What exactly *is* coronavirus?

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13/03/2020 / By / , , , / Post a Comment

The information in this article was accurate at the time of publishing, however the situation is constantly evolving. For the latest updates, please visit our coronavirus customer information page.

This article originally appeared on The Journal and has been republished with permission. 

The world is looking like a very different place to how it looked this time last month. In the early days of 2020, we were only just starting to hear about this new strain of flu, coronavirus (or COVID-19), coming out of a small town in China.

But now, we’re waking up to news that the virus has spread across borders, across seas, and between people who haven’t even travelled to affected areas. It’s a nerve-wracking time, and misinformation is spreading more quickly than ever.

And with misinformation comes a lot of myths, legends and untruths about what coronavirus is and how it might impact your life. Will you need to self-isolate? Do you need a 12-month supply of toilet paper? Read on to dispel some of the dramas around coronavirus.

What is coronavirus?

Coronavirus (COVID-19) is a type of virus, part of a larger strain of coronaviruses. Both SARS (Severe Acute Respiratory Syndrome) and MERS (Middle East Respiratory Syndrome) are both in the coronavirus family. This particular strain was first reported in December 2019 in Wuhan City, China.

What are the symptoms and how dangerous is it?

The symptoms of coronavirus are a bit like the flu – a fever, cough, sore throat and, in some cases, difficulty breathing. Severe cases can cause pneumonia, organ failure, and sometimes death. While the mortality rate of COVID-19 is currently lower than SARS, it appears that the contagion rate is higher: the WHO suggests that each patient with COVID-19 will likely infect four or more people – so it’s more infectious than the flu, but less than measles (where one sick person is likely to infect more than 20 people).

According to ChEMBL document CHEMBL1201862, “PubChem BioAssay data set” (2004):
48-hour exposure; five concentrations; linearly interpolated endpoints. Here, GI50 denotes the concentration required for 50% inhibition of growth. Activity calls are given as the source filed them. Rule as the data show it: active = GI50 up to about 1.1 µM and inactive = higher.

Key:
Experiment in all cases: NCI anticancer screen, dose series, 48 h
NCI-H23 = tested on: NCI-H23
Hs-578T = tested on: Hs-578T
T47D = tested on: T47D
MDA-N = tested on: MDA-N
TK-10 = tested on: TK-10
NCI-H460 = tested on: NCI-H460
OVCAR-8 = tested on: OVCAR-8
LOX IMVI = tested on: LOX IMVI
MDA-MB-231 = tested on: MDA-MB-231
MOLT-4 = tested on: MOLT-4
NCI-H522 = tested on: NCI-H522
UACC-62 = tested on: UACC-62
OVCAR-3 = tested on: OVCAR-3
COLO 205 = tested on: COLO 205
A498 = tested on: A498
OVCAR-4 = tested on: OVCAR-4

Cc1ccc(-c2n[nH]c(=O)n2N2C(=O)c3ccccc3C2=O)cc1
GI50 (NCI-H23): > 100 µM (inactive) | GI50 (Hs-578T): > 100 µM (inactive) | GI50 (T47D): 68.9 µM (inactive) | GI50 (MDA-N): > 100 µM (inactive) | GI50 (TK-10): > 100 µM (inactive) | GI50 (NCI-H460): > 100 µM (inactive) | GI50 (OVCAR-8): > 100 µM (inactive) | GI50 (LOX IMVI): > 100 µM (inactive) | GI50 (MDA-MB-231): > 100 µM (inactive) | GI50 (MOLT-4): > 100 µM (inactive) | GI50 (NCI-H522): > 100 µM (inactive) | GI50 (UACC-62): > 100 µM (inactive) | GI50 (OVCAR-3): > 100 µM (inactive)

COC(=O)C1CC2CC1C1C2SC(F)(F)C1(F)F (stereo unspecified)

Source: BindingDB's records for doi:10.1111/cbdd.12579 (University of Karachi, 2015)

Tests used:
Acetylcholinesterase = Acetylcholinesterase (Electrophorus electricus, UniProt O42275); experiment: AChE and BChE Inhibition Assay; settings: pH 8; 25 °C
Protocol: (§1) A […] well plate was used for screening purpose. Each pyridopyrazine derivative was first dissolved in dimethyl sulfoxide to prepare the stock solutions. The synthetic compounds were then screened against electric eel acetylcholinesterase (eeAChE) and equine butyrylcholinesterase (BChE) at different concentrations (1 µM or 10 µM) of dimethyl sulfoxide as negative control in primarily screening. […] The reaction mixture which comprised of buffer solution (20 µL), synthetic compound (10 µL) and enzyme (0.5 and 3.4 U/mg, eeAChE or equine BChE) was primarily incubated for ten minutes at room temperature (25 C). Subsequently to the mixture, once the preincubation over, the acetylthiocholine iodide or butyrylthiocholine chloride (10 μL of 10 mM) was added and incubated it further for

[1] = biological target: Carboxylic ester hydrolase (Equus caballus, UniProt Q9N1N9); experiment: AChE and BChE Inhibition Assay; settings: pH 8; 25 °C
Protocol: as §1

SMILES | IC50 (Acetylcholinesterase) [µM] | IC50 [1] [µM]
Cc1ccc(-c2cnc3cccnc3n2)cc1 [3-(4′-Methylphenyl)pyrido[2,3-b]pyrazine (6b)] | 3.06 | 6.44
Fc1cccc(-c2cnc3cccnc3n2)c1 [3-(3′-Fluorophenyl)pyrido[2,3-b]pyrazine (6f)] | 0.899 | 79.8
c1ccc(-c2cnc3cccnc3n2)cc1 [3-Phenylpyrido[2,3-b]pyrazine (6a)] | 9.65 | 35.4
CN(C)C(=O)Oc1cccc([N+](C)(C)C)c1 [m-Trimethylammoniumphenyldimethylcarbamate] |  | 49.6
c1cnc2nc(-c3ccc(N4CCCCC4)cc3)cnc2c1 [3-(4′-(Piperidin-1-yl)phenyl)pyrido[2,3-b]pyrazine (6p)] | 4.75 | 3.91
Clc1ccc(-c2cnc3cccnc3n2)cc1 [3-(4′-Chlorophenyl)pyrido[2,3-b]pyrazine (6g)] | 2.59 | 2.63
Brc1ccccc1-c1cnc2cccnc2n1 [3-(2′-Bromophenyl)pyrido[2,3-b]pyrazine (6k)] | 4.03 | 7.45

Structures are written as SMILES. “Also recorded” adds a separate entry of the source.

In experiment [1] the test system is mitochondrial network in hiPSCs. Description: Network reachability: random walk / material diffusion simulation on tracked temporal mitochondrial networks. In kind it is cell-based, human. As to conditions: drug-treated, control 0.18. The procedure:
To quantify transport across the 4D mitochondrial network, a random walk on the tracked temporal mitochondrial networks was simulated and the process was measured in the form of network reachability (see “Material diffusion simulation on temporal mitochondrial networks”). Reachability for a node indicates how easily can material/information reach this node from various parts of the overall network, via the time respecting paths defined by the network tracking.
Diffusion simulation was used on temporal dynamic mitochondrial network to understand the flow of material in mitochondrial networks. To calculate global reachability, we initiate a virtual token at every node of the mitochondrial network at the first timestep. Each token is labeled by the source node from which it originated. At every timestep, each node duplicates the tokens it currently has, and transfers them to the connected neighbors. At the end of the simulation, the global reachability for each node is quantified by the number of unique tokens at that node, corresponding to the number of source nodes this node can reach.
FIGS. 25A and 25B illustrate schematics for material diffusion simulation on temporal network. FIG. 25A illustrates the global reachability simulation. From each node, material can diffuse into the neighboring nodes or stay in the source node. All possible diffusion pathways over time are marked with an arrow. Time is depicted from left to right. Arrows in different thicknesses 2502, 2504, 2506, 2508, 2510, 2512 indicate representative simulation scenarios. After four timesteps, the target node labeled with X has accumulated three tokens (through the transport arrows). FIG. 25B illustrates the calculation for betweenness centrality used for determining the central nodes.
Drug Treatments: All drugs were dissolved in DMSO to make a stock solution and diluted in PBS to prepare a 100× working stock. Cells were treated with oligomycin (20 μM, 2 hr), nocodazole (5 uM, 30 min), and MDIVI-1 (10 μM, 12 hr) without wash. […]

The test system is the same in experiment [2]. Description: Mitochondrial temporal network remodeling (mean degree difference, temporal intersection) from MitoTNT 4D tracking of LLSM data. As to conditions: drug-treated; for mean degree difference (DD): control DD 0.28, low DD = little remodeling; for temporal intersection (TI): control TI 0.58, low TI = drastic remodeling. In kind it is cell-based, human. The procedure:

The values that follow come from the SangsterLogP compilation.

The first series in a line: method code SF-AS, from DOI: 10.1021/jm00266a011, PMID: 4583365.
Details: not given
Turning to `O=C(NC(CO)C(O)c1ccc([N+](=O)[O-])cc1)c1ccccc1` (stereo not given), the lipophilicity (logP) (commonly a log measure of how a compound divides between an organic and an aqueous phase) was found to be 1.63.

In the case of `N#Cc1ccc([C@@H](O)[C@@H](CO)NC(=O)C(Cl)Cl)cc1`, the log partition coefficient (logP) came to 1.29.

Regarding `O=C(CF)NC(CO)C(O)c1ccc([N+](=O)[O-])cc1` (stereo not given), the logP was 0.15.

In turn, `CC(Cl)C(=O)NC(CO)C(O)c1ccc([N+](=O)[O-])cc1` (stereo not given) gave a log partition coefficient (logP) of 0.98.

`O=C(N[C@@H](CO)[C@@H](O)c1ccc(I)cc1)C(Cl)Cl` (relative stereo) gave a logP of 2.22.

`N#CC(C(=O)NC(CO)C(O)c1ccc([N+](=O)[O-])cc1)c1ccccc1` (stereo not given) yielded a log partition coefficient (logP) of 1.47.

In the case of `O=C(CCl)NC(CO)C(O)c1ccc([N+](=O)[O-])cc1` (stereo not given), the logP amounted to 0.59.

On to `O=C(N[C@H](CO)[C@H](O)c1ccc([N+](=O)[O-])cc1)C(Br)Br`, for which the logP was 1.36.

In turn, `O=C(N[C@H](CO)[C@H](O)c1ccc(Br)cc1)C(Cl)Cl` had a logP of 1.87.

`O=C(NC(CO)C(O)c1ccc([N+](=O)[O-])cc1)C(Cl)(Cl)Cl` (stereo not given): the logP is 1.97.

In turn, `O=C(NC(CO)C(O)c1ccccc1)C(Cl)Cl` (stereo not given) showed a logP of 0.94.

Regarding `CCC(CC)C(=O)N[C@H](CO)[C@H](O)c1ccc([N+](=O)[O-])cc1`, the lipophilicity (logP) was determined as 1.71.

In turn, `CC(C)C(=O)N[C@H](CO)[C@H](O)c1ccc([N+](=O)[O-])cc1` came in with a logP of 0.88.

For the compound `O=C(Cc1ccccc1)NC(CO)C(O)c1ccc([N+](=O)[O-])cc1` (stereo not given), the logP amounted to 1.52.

At this stage, the majority of mortalities are in patients aged 80 and older. Patients with existing cardiovascular diseases are also at a higher risk.

How can you catch it?

You can catch coronavirus from people who already have the virus. COVID-19 spreads through bodily fluids, like bits of spit from coughs and sneezes, or close contact with infected people. It’s also possible to get it from touching surfaces, like a doorknob, that might have infected cough or sneeze droplets from infected people on them. It’s thought to be able to survive outside the body on surfaces for several days, but is simple to kill with disinfectant.

That said, you can’t ‘cure’ coronavirus with disinfectant, so don’t douse yourself in chlorine or alcohol to stay safe.

How can you avoid it?

By practicing good hygiene. And really, no matter where you are – travelling overseas, travelling to work, sitting at your desk or sitting on your couch – you need to be doing this anyway. Here’s a list of tips to help minimise the spread of germs:

  • Wash your hands with soap and hot water thoroughly for at least 20 seconds (sing the chorus of Toto’s Africa to keep time).
  • Use hand sanitiser.
  • Cough or sneeze into your elbow, rather than your hands.
  • Keep your distance from anyone coughing or sneezing.
  • Avoid touching your face.
  • Avoid shaking hands with people.
  • If you’re feeling unwell, go to the doctor (not to work).

Will eating lots of garlic protect me from coronavirus?